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Diary of Charles Francis Adams, 1861

Sunday 13th

13 January 1861

Tuesday 15th

15 January 1861
14 January 1861
Monday 14th

We had been invited by Mr Corwin to meet in Committee at ten o’clock. I attended with some punctuality, but as usual it was nearly twelve o’clock before a quorum was collected. Mr Corwin had forgotten his own hour. The first thing was the proposal of a modification of the practice of reclaiming fugitives from justice. This was a new bill transferring the power of return from the Governors of States to the District and circuit Judges. It struck me as open to much dangerous abuse, abut we had little time to examine it and it was finally adopted a rather close vote. I was very too busy making a new draught of a report explaining my own course, to pay much attention to the reading of Mr Corwin’s report, which was the less necessary that I had heard it already. After a few verbal corrections, the final question then came up, on the adoption of the various measures as a whole. And here followed one of the most curious scenes that ever occurred in the annals of legislation. Twenty nine members were present, being all excepting Mr Houston of Alabama, whose state has voted for secession, on Friday, the very day when he was declining to vote on my resolution. It soon became clear that there was no majority to be depended upon to adopt the measures—and equally clear that there was none ready to vote to break up without any report at all. The question was how to steer between these extremes. Mr Rust of Arkansas seemed to be bent upon destruction, and yet his measures strangely failed of their object. Others seemed equally anxious to sustain the report, and yet every plan to extricate it was found to command no majority. A game of tactics went on until at last it became clear that nothing could be recommended, and that nothing would be rejected. Still the papers were left on the table of the Committee undisposed of. Mr Corwin declared that he should introduce them on his own responsibility, if not other plan would avail. At last after many failures, Mr Millson who seemed deeply anxious for a decision drew up a form of resolution which directed the Chairman to discuss the business of the Committee to report the measures adopted with his news of them. Thus no one was committed and yet the object was gained. It was carried by sixteen to thirteen. I refused to vote until I saw how the majority of the slaveholders voted, and then I gave a negative. It was then agreed that any person disposed to make a report for himself should have liberty to put it in.52 Thus closed this queer struggle. It seemed to me that every man of the twenty nine, however much opposed he seemed to this end of it, was uncommonly resigned to his fate. There may be a great deal of hostility to the Union among the people. There was none whatever in this Committee. We then went into the House. Although it was late Mr Corwin’s rising seemed to be hailed with the greatest satisfaction from the opposite side. The rules were suspended by acclamation, and the report was accepted and ordered to be printed. Thus commenced the second act of the drama. The subject was specially assigned for Monday next. Now I fear I must make a speech, at some stage or other of the debate. Home to dinner. Mr Sedgewick was with us. In the evening, not being satisfied with my report as I had drawn it, I worked hard to put it into a new shape.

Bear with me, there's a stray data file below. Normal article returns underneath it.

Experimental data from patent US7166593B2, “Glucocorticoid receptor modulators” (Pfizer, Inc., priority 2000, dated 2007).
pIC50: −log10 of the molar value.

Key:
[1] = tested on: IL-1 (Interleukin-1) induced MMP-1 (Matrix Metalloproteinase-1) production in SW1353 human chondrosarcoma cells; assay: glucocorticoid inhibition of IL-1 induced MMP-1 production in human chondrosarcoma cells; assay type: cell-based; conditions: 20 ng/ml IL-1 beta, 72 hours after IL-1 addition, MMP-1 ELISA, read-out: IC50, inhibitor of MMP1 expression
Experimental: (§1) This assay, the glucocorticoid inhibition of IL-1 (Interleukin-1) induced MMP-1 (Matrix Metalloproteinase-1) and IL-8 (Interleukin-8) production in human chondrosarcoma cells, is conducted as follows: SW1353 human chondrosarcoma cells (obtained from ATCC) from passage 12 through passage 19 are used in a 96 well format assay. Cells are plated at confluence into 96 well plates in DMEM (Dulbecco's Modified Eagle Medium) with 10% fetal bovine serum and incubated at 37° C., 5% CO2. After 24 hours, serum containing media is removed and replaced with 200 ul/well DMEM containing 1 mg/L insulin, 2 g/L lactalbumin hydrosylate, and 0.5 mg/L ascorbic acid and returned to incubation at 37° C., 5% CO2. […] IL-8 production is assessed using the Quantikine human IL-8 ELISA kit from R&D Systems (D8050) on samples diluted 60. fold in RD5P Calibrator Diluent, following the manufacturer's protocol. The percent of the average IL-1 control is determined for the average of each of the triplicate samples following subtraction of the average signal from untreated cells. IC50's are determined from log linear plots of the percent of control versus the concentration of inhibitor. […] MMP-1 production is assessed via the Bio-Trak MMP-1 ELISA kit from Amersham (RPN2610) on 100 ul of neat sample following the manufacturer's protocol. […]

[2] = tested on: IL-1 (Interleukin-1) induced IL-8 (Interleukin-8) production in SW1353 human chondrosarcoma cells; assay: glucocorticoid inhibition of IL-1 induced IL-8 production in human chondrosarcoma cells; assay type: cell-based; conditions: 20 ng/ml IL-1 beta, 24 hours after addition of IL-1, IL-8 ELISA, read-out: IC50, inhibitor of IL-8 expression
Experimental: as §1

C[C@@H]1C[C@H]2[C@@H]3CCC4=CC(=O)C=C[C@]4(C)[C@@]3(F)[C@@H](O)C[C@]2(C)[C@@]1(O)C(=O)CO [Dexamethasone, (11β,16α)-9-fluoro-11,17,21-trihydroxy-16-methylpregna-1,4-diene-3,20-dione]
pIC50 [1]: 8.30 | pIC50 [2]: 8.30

Cite web page as:

Charles Francis Adams, Sr., [date of entry], diary, in Charles Francis Adams, Sr.: The Civil War Diaries (Unverified Transcriptions). Boston: Massachusetts Historical Society, 2015. http://www.masshist.org/publications/cfa-civil-war/view?id=DCA61d014